A breakthrough in the India-US nuclear dealThe idea that the US has been consciously meddling in Indian politics this way is troubling. The BJP has an absolutely reprehensible policy toward religious minorities that has stoked the separatist fires in this nuclear armed nation is very counterproductive.
India’s nuclear deal with the US might be saved. After weeks of bad news, with the Indian government failing to get its Communist-led parliamentary allies on side, the ground is at last shifting and it looks as if the Bharatiya Janata Party, India’s main opposition which has been objecting to the deal, might save the day.
It is of course too early to be sure, but I’d put money on a parliamentary debate quite soon where the Left gets isolated and there is a consensus – or maybe even a vote – in favor of going ahead. That would enable the deal to proceed via the International Atomic Energy Agency (IAEA) and the Nuclear Suppliers Group (NSG) and meet the January deadline that the US is aiming for.
So what’s happened to lift the pall of gloom that was falling last week over the deal and over India-US relations? Basically, US diplomats in Delhi - plus former Secretary of State Henry Kissinger who is visiting the city - have been calling in favors from old contacts in the BJP who they have been nurturing for years. The US has always felt more comfortable with the right-wing Hindu-nationalist BJP than with the Congress Party, which leads the current government. The BJP, which started defense and nuclear talks with the US when it was in power from 1998-2004, has traditionally been seen as more pro-business than Congress, which comes from a Socialist background and built India’s Cold War alliance with the former Soviet Union.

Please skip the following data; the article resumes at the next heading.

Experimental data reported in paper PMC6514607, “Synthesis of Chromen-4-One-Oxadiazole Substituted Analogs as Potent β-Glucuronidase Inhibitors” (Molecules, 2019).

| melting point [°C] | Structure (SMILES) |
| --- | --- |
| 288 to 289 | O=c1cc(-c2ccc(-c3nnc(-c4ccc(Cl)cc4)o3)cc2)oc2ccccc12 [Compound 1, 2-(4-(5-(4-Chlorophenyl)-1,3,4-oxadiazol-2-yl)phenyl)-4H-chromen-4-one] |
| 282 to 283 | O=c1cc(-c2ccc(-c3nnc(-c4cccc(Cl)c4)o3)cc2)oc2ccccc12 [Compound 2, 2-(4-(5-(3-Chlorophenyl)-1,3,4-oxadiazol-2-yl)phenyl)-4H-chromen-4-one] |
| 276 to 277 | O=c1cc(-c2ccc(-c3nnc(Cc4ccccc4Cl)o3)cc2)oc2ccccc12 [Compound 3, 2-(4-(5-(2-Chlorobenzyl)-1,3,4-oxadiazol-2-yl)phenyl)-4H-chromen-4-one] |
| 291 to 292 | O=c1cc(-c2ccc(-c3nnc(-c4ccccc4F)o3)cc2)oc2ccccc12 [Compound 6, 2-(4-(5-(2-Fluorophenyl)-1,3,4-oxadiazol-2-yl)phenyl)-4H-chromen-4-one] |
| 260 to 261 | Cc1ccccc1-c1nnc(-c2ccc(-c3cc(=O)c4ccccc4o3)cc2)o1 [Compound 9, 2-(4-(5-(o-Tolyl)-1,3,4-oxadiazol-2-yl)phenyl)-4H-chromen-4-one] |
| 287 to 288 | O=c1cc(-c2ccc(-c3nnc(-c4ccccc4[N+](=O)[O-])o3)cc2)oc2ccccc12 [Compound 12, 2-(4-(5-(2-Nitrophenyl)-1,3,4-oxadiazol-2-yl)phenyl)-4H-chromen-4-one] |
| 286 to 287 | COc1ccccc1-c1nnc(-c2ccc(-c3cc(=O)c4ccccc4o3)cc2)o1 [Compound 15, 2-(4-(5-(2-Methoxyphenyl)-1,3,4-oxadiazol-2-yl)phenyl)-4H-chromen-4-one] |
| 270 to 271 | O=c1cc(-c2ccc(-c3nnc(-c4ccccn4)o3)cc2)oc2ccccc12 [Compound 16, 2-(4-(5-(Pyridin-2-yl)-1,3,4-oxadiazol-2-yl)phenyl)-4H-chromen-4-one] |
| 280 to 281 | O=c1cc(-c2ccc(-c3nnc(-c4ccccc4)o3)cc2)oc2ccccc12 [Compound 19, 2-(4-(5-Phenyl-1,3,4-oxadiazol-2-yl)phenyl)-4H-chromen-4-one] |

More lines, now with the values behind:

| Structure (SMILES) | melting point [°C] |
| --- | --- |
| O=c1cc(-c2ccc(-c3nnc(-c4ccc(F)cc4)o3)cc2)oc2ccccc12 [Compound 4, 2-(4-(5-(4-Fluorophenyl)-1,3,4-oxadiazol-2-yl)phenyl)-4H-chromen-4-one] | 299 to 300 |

The US has also seen the BJP, with its base among India’s majority Hindu population, as a bulwark against Islam. So for years American diplomats have been courting young aspiring BJP politicians, as well as their leaders. Now, as I said, is the time to call in favors – and the calls are beginning to yield results.
As to India's "alliance with the former Soviet Union", this really was a policy of neutrality, and a willingness of the USSR to supply weapons, because they both had a common foe, China.
As to the nuclear issue, the Indian government already knows how to make nuclear power plants, this deal, for them, is about getting an implied approval of their nuclear weapons program from the US, and Bush and His Evil Minions™ are merely interested in generating business for campaign contributors, in this case the moribund US nuclear power industry.
The deal is corrupt, and dangerous.